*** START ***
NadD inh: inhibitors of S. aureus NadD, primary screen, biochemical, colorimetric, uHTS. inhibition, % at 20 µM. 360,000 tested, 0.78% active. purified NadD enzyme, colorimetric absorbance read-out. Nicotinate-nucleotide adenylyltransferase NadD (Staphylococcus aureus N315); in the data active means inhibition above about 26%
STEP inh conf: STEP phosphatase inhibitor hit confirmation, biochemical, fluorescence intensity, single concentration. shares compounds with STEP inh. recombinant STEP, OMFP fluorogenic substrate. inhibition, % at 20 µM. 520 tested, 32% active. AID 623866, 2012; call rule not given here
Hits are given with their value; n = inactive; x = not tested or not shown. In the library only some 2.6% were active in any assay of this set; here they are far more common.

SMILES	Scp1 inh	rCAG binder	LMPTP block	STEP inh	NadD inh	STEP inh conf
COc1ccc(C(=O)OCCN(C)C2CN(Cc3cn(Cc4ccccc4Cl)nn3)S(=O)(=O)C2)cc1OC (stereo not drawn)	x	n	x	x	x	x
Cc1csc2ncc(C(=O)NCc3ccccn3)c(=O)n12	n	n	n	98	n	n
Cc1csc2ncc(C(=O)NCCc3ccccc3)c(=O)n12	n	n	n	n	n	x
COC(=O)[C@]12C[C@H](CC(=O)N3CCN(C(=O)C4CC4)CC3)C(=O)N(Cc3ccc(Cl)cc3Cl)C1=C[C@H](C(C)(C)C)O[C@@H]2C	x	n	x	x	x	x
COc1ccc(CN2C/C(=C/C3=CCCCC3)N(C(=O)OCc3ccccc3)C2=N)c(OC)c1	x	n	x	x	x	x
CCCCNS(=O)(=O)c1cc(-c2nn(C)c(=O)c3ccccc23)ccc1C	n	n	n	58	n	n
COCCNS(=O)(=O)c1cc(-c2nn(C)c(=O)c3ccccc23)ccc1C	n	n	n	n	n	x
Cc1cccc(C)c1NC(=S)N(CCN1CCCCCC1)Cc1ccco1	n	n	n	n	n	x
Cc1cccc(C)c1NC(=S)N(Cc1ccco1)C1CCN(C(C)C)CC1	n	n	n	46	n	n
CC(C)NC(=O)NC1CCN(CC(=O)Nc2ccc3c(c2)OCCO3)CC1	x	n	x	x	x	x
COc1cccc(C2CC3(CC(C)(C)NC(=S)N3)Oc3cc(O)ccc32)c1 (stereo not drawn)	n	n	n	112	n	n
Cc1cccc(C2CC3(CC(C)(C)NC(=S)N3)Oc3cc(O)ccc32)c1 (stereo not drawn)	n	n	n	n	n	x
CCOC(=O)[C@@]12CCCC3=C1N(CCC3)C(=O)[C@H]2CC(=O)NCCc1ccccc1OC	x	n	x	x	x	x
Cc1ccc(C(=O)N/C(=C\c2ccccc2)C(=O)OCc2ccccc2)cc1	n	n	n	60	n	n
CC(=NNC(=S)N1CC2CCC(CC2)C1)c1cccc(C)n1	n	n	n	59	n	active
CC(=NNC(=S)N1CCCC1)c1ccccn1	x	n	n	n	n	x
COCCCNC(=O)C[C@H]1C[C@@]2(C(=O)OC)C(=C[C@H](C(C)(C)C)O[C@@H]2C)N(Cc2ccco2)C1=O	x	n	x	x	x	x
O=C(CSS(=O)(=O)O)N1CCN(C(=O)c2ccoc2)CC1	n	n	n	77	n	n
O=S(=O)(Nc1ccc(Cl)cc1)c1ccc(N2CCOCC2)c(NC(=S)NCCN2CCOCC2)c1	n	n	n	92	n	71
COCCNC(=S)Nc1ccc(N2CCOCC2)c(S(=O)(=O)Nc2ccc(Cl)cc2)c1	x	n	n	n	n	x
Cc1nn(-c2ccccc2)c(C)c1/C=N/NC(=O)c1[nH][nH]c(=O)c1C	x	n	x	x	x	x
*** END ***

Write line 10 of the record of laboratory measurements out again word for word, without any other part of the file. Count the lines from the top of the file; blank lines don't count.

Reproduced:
CCCCNS(=O)(=O)c1cc(-c2nn(C)c(=O)c3ccccc23)ccc1C	n	n	n	58	n	n